The USGA has added 17 new sustainability projects this year as part of the Mike Davis Program for Advancing Golf Course Management.
The program invests approximately $2 million in grants annually and includes more than 70 new and ongoing university research projects at more than 25 universities and other entities making it the golf industry's largest private turfgrass and environmental research effort.
These research investments, as part of the USGA Green Section, total nearly $50 million since 1983. The subsequent sustainable management practices have contributed to a 29 percent decrease in water use since 2005. The Davis Grants engage university researchers and scientists in the effort to optimize natural resource use and playing conditions. Research from the program has helped to deliver stress-tolerant and higher quality turfgrasses and has enhanced all aspects of holistic management – from constructing and managing putting greens to monitoring for and controlling troublesome diseases.
"It's not enough to simply love this game and celebrate its current growth," said USGA CEO Mike Whan in a news release. "We've got to respect the game enough to truly care about how we leave it for the generations that will follow us. We all need to appreciate the importance of improving golf's sustainability footprint and be committed to identifying new ways to reduce golf's resource consumption."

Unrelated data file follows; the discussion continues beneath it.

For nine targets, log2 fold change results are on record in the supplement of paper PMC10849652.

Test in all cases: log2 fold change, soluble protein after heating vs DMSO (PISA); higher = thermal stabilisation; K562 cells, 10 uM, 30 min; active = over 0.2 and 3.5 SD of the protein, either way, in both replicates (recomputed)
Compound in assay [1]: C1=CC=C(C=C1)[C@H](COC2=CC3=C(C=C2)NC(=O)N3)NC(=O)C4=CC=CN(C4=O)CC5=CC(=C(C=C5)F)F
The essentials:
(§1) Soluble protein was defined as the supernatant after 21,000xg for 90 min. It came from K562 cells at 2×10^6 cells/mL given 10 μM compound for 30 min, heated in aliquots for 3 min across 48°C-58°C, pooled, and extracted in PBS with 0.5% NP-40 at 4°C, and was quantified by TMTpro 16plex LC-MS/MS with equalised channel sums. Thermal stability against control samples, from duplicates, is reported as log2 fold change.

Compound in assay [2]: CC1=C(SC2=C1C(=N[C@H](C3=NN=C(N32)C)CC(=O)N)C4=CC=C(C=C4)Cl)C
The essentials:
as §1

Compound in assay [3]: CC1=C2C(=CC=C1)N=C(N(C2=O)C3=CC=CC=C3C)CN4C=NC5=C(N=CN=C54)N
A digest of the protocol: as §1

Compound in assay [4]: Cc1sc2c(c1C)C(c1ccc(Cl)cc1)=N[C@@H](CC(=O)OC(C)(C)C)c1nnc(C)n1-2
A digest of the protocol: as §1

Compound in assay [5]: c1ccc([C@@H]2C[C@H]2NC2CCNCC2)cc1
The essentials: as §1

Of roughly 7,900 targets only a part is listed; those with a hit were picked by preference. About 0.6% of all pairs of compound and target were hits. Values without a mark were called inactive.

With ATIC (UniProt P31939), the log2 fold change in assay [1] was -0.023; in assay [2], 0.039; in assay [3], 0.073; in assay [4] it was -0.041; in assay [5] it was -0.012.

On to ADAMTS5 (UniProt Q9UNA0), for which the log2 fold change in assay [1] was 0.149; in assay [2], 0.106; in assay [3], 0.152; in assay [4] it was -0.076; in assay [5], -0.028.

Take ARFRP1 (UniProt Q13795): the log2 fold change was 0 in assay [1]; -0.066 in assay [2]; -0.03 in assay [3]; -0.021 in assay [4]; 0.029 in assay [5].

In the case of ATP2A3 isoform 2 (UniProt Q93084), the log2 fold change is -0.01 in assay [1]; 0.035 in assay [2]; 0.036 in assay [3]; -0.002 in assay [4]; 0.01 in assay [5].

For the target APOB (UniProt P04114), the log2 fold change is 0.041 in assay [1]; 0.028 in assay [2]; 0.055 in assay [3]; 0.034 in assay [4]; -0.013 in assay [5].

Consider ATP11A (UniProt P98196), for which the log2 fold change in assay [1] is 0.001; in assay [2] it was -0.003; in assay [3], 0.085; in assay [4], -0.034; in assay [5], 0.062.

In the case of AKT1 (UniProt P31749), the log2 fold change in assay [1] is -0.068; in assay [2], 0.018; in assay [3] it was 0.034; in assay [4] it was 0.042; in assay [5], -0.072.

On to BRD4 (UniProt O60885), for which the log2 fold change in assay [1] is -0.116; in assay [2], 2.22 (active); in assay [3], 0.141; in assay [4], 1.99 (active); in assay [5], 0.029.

Some notable projects being funded in 2023 include an effort at New Mexico State University to validate soil-moisture prediction with strategies such as satellite-based sensors, which could eventually reduce manual collection of soil-moisture readings. A new study at Rutgers University is evaluating the feasibility of using warm-season grasses in Northern regions, including the financial implications. The USGA is also working with the U.S. Department of Agriculture to further characterize the drought tolerance of native grasses that also tolerate salty irrigation water.
According to the USGA, these funded research projects have combined to save the industry nearly $2 billion annually including $201 million from advancing irrigation with efficiencies in turfgrass water use, $529 million from advancing irrigation scheduling with soil-moisture meters and $469 million from advancing naturalized rough.